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Studland Seagrass and Seahorse Project

August 31, 2013

Week 2

Thankfully, the weather improved and we could get out on the kayaks for our induction. Dan, the very friendly kayak course leader down at Studland sea school, took us out and soon had us throwing safety ropes, pretending to drown, capsizing kayaks and saving those that had capsized. Purposely capsizing a kayak and staying upside down underwater while waiting for one of your peers to save you was a daunting prospect; however Sam Chaffey and Emma Godden (two other Trust employees) managed this with aplomb. After several different rescue techniques practised, both successfully and unsuccessfully, we were done.

 Lynn then proceeded to show her kayaking skills to the rest of the beach, after drifting half a mile away from the rest of us, she then capsized her kayak. Watching the struggle, I saw this as an invitation to try out my new rescue skills. After getting to the damsel in distress, we battled to get her kayak-bound again, and for 3 seconds, we managed it. Eventually Lynn had to walk her kayak back to shore and get a more stable vessel.

At the end of the day, everybody pleased with their days work, we headed to shore, suddenly, a frantic colleague of Dan’s paddled over, exclaiming that he should turn his radio off. Apparently, from the moment our training started, Dan had been transmitting the whole episode over the radio, to the coastguard. We soon revelled in his misfortune as we realised that there had been a fair amount of panicked screaming and unfortunately, many a profanity being aired across the radio to everyone on the bay. Thankfully, it was taken in good spirits and all was fine.  So, with training done, we were ready, apparently, to float our way around Studland bay. Check out some of the photos from our kayak training.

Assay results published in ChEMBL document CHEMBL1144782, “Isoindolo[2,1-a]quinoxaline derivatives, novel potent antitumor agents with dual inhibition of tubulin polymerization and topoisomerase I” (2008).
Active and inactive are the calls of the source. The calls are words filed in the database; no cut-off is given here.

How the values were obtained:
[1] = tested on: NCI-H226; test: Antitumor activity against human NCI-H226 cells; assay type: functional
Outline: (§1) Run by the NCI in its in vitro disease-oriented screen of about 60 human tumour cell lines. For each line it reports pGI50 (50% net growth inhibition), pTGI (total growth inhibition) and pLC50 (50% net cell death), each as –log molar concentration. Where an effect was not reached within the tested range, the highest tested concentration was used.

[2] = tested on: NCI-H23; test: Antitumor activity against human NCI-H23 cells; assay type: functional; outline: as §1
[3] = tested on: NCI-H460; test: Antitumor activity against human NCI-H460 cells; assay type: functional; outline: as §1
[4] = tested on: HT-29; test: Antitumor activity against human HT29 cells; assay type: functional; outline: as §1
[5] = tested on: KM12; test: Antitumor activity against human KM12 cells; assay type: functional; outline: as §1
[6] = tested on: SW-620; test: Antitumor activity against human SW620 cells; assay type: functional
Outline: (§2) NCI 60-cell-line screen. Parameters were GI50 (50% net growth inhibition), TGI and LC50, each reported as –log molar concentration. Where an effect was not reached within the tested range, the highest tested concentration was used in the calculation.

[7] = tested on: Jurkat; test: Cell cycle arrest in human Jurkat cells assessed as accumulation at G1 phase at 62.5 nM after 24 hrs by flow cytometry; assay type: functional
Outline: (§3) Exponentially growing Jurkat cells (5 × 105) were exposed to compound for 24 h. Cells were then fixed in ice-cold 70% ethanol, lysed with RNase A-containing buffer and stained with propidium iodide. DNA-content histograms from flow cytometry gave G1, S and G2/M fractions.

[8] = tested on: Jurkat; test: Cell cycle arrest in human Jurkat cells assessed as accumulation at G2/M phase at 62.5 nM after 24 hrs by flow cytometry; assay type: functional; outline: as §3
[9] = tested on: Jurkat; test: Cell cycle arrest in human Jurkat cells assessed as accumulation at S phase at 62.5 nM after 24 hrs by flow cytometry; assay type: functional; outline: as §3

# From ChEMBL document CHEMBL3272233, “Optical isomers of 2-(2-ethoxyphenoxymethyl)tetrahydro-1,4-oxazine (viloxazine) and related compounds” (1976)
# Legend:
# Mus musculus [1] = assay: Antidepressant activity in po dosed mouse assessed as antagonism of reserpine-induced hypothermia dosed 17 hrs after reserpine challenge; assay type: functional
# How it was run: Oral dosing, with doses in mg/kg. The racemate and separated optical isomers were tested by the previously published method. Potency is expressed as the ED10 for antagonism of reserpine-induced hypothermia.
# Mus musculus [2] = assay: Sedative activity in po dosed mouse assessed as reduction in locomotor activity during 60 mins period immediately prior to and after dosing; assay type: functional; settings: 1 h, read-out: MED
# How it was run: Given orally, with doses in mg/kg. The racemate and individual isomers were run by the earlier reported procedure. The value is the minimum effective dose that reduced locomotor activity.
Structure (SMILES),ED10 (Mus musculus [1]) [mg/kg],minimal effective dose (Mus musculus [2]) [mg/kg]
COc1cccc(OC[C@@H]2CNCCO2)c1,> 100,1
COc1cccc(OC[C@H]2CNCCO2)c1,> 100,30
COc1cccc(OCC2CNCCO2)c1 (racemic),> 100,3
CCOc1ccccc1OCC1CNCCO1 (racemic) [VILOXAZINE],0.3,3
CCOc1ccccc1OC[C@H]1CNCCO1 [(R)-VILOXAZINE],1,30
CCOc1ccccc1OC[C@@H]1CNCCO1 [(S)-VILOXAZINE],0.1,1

Another part of our job involves re-vamping the Studland seagrass and seahorse project website and one day a week will be spent on this. First of all, we needed to wade through all the information and pick out what was needed, relevant and disposable. So, Lynn and I hatched a plan – to think like visitors and think about what we would want from a website. After much deliberation, we finally had a list of information we would like. The task now is to work on the content and get it on the website as quickly as possible.

The Sunday was spent out on the kayaks for the first time. Immediately, we were off to a shaky start, as we failed to call the Kimmeridge marine centre to confirm we were on site (we weren’t to know this until the end of our shift). A glorious sun-soaked day was spent on the kayaks, as we wrestled through the occasional 6-inch waves we encountered. We managed to get 30 questionnaires filled out during our first day, no mean feat! I was generally surprised by the friendliness of the boaters. I was expecting more hostility. It was clear however, that the whole situation involving Studland bay and its infamous seahorse population had been poorly understood.. A lot of boaters felt their days on Studland were perhaps numbered and that all conservationists want, is to rid the area of all boating activity, which is simply not the case.

Lynn and I often found ourselves explaining what was actually going on in the area of Studland. Much of the information gathered by boaters is sourced through the media, who often tend to misinform and blow things out of proportion, because after all, they will print what sells. The goal now, is to find a happy medium, a place in which both parties are content, and the questionnaire aims to investigate the boaters opinions on what can be done in order to realise this.

Studland bay is a truly beautiful place and it is clear why boaters use the area so often, we must say, we love our office!

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